The threat to the freedom of the internet comes, he claims, from a combination of governments increasingly trying to control access and communication by their citizens, the entertainment industry’s attempts to crack down on piracy, and the rise of “restrictive” walled gardens such as Facebook and Apple, which tightly control what software can be released on their platforms.

The 38-year-old billionaire, whose family fled antisemitism in the Soviet Union, was widely regarded as having been the driving force behind Google’s partial pullout from China in 2010 over concerns about censorship and cyber-attacks. He said five years ago he did not believe China or any country could effectively restrict the internet for long, but now says he has been proven wrong. “I thought there was no way to put the genie back in the bottle, but now it seems in certain areas the genie has been put back in the bottle,” he said.

He said he was most concerned by the efforts of countries such as China, Saudi Arabia and Iran to censor and restrict use of the internet, but warned that the rise of Facebook and Apple, which have their own proprietary platforms and control access to their users, risked stifling innovation and balkanising the web.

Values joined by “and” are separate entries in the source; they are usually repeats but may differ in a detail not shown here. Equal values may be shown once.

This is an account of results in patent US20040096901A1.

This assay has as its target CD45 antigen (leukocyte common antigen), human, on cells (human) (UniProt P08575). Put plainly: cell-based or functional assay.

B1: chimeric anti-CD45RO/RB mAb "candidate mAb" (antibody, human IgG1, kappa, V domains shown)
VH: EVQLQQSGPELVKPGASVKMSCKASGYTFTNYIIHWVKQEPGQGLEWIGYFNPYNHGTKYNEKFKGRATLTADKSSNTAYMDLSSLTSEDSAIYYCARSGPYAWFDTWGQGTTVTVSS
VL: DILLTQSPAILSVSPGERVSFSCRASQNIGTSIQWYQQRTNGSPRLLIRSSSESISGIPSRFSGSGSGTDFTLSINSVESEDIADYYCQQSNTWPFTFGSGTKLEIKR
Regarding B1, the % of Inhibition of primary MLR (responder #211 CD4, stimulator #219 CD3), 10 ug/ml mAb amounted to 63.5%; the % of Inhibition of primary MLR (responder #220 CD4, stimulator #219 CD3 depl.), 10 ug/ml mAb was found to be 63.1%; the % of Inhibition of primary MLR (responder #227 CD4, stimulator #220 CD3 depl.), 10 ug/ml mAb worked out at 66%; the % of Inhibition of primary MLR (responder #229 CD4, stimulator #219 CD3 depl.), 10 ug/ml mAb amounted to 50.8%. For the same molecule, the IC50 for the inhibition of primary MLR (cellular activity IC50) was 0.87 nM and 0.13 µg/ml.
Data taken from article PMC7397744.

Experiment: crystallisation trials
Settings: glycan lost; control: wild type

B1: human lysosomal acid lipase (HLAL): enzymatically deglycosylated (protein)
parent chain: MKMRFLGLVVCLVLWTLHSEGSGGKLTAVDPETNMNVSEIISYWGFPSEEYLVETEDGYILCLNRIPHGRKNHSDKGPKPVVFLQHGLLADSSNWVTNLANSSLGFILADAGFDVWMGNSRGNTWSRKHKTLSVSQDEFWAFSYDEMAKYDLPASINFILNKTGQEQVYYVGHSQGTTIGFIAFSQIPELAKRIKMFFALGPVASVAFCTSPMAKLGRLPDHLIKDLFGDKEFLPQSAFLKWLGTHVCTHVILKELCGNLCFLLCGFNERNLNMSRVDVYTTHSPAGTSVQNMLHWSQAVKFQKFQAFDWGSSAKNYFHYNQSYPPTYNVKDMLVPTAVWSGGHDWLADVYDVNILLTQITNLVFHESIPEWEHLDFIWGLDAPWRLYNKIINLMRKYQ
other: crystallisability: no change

“There’s a lot to be lost,” he said. “For example, all the information in apps – that data is not crawlable by web crawlers. You can’t search it.”

Brin’s criticism of Facebook is likely to be controversial, with the social network approaching an estimated $100bn (£64bn) flotation. Google’s upstart rival has seen explosive growth: it has signed up half of Americans with computer access and more than 800 million members worldwide.

Brin said he and co-founder Larry Page would not have been able to create Google if the internet was dominated by Facebook. “You have to play by their rules, which are really restrictive,” he said. “The kind of environment that we developed Google in, the reason that we were able to develop a search engine, is the web was so open. Once you get too many rules, that will stifle innovation.”

He criticised Facebook for not making it easy for users to switch their data to other services. “Facebook has been sucking down Gmail contacts for many years,” he said.

Brin’s comments come on the first day of a week-long Guardian investigation of the intensifying battle for control of the internet being fought across the globe between governments, companies, military strategists, activists and hackers.

From the attempts made by Hollywood to push through legislation allowing pirate websites to be shut down, to the British government’s plans to monitor social media and web use, the ethos of openness championed by the pioneers of the internet and worldwide web is being challenged on a number of fronts.